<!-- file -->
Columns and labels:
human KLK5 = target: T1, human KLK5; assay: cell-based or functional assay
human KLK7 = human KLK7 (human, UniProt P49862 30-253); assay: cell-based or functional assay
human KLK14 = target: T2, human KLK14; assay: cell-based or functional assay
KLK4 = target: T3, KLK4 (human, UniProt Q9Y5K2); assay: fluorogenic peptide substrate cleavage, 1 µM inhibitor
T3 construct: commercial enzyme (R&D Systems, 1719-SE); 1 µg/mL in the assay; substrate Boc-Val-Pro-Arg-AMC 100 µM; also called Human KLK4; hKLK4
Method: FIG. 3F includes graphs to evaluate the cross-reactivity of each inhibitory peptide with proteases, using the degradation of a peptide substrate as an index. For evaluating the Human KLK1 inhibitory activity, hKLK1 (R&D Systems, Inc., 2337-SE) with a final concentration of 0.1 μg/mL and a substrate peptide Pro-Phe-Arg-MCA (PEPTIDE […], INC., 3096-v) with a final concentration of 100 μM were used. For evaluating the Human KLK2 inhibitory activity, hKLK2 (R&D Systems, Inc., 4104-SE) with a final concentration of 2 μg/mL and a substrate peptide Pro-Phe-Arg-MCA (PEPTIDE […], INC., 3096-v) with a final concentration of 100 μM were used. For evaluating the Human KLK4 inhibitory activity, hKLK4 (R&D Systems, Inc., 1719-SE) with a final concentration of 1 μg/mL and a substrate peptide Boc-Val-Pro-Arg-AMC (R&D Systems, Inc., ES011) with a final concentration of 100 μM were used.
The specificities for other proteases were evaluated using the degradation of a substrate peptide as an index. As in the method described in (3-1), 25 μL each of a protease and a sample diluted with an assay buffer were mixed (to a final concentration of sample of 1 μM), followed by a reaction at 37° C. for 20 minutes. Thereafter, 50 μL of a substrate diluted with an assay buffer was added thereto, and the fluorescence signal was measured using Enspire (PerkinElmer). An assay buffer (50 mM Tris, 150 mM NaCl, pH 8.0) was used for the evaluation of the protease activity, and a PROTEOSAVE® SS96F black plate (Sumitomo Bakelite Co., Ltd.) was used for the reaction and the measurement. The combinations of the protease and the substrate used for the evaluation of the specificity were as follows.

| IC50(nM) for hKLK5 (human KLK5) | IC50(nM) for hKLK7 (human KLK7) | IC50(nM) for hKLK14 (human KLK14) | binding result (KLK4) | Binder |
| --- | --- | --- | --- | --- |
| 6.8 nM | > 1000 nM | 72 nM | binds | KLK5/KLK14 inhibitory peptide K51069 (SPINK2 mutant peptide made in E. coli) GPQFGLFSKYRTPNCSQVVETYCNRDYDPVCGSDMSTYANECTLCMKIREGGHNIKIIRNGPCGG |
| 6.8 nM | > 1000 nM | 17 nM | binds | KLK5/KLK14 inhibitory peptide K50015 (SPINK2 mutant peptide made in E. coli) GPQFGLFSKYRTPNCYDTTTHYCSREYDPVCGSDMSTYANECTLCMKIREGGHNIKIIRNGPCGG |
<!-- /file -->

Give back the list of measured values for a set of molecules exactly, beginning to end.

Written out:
Columns and labels:
human KLK5 = target: T1, human KLK5; assay: cell-based or functional assay
human KLK7 = human KLK7 (human, UniProt P49862 30-253); assay: cell-based or functional assay
human KLK14 = target: T2, human KLK14; assay: cell-based or functional assay
KLK4 = target: T3, KLK4 (human, UniProt Q9Y5K2); assay: fluorogenic peptide substrate cleavage, 1 µM inhibitor
T3 construct: commercial enzyme (R&D Systems, 1719-SE); 1 µg/mL in the assay; substrate Boc-Val-Pro-Arg-AMC 100 µM; also called Human KLK4; hKLK4
Method: FIG. 3F includes graphs to evaluate the cross-reactivity of each inhibitory peptide with proteases, using the degradation of a peptide substrate as an index. For evaluating the Human KLK1 inhibitory activity, hKLK1 (R&D Systems, Inc., 2337-SE) with a final concentration of 0.1 μg/mL and a substrate peptide Pro-Phe-Arg-MCA (PEPTIDE […], INC., 3096-v) with a final concentration of 100 μM were used. For evaluating the Human KLK2 inhibitory activity, hKLK2 (R&D Systems, Inc., 4104-SE) with a final concentration of 2 μg/mL and a substrate peptide Pro-Phe-Arg-MCA (PEPTIDE […], INC., 3096-v) with a final concentration of 100 μM were used. For evaluating the Human KLK4 inhibitory activity, hKLK4 (R&D Systems, Inc., 1719-SE) with a final concentration of 1 μg/mL and a substrate peptide Boc-Val-Pro-Arg-AMC (R&D Systems, Inc., ES011) with a final concentration of 100 μM were used.
The specificities for other proteases were evaluated using the degradation of a substrate peptide as an index. As in the method described in (3-1), 25 μL each of a protease and a sample diluted with an assay buffer were mixed (to a final concentration of sample of 1 μM), followed by a reaction at 37° C. for 20 minutes. Thereafter, 50 μL of a substrate diluted with an assay buffer was added thereto, and the fluorescence signal was measured using Enspire (PerkinElmer). An assay buffer (50 mM Tris, 150 mM NaCl, pH 8.0) was used for the evaluation of the protease activity, and a PROTEOSAVE® SS96F black plate (Sumitomo Bakelite Co., Ltd.) was used for the reaction and the measurement. The combinations of the protease and the substrate used for the evaluation of the specificity were as follows.

| IC50(nM) for hKLK5 (human KLK5) | IC50(nM) for hKLK7 (human KLK7) | IC50(nM) for hKLK14 (human KLK14) | binding result (KLK4) | Binder |
| --- | --- | --- | --- | --- |
| 6.8 nM | > 1000 nM | 72 nM | binds | KLK5/KLK14 inhibitory peptide K51069 (SPINK2 mutant peptide made in E. coli) GPQFGLFSKYRTPNCSQVVETYCNRDYDPVCGSDMSTYANECTLCMKIREGGHNIKIIRNGPCGG |
| 6.8 nM | > 1000 nM | 17 nM | binds | KLK5/KLK14 inhibitory peptide K50015 (SPINK2 mutant peptide made in E. coli) GPQFGLFSKYRTPNCYDTTTHYCSREYDPVCGSDMSTYANECTLCMKIREGGHNIKIIRNGPCGG |